CyberMaryland 2016 Underscores the Need to Tap into Top Tech Talent
By Jason Greene, CHHS Extern
Maryland Governor Larry Hogan has dubbed The Old Line State as the nation’s cyber security capital, and for good reason.
Maryland is home to government agencies such as the National Security Agency, US Cyber Command, Defense Information Systems Agency, and National Institute of Standards & Technology, as well as over a dozen of the nation’s most prominent cyber security companies, to include Lockheed Martin, ZeroFox, KEYWCorporation, Tenable Network Security, and RedOwl.
And let’s not forget the numerous top-ranked cybersecurity academic programs in the University System of Maryland, US Naval Academy, and leading research and development facilities such as the Johns Hopkins University Applied Physics Lab and Institute for Defense Analyses Center for Computing Sciences.
So it is fitting that last month Maryland was host to one of the nation’s most prominent cybersecurity conferences, CyberMaryland.
The two-day conference took place in the Baltimore Hilton Hotel, which brought together cybersecurity professionals from across the country and around the world, featured over 30 panels, keynote speakers, and a job fair.
Keynote speaker Admiral Rogers, the dual-hatted Commander of US Cyber Command and Director National Security Agency/Central Security Service, asserted the greatest challenge in cybersecurity is that both government and private industry are competing for the same workforce.
“It’s not the technology, it’s the human capital,” said Rogers. “As important as the technology is, don’t forget about the importance of motivated men and women. Without them you don’t have the edge we need.”
The comments resonated with the audience, as those in the profession are acutely aware of growing demand for cyber security talent.
NSA and US Cyber Command have doubled down on their outreach efforts, according to Rogers, investing heavily in intern programs that typically lead to full time employment.
The admiral recounted a story from his first couple of weeks on the job where he ran into a couple of sixteen year olds in the hallway at the NSA campus on Fort Meade; he wondered aloud to one of his staff about how the government grants security clearances to high school students. The lesson for Rogers was clear—recruitment and professional development for top cyber talent must begin early to maintain a competitive advantage.
Beyond the NSA and US Cyber Command, Admiral Rogers remarked how cyber security education is now mandatory for all US Naval Academy graduates, which now directly commissions officers into cyber career fields.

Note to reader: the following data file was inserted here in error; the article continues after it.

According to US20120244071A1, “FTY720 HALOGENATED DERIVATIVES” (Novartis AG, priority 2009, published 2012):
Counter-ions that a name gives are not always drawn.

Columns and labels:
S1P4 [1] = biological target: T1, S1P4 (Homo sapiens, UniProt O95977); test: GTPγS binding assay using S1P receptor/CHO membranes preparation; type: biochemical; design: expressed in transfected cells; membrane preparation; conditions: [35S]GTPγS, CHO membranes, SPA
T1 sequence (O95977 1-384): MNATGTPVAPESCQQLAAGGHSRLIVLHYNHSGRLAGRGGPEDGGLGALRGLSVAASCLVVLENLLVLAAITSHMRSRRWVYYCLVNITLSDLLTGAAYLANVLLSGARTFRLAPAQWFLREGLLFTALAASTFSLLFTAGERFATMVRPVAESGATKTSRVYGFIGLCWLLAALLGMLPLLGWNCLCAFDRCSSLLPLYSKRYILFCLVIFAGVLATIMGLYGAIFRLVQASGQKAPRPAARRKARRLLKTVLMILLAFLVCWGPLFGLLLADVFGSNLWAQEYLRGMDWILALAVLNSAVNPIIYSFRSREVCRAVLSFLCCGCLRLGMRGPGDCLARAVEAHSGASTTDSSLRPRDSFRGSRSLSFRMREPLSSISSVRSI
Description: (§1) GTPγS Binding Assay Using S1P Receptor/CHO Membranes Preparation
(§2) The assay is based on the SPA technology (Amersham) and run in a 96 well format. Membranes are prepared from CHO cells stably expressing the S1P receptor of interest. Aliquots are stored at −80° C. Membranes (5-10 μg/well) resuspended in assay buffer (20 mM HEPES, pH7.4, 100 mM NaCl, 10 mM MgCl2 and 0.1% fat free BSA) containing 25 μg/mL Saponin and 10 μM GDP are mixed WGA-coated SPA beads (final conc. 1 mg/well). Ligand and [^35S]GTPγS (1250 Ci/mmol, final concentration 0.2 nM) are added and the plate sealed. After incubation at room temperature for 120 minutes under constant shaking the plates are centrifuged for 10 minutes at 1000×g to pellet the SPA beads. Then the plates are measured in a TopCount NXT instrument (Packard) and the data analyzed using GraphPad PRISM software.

In Maryland, Baltimore-based Robert Half Technology expects an increased demand for cybersecurity jobs in 2017, with salaries expected to increase between 4 and 6 percent to fill the 11,000 cybersecurity job openings in the state. For the most common cyber jobs, those salaries will range from $93,000 to over $190,000.
Cybersecurity is a hot career field for younger generations with 30-40% of millenials expected to choose a job in the sector; however, jobs are proving hard to fill because of a lack of skilled workers.
One way for new cybersecurity professionals to overcome this hurdle is through credentialing.
There are a variety of programs sponsored through professional organizations, such as the International Information System Security Certification Consortium’s (ISC)² Certified Information Systems Security Professional (CISSP) certificate or the International Association of Privacy Professional’s (IAPP) Certified Information Privacy Professional (CIPP) certificates.
Another way to obtain a credential is through an academic institution. For example, familiarity with legal and policy issues, and the ability to address these issues, is becoming ever more critical for the future of cybersecurity.
Photo: Markus Rauschecker, Cybersecurity Program Manager at the Center for Health and Homeland Security (CHHS) and Adjunct Faculty at University of Maryland Francis King Carey School of Law (pictured far right), discusses why developing a well-rounded cyber workforce of technical and non-technical professionals is critical.
To help solve this problem Maryland’s Center for Health and Homeland Security (CHHS) is delivering groundbreaking cybersecurity education through the University of Maryland Francis King Carey School of Law. The Center offers multiple Crisis Management and Cybersecurity specialization programs, to include a JD certificate, LLM, and masters programs.
For more information please contact CHHS Academic Program Manager Michael Vesely at 410-706-2161.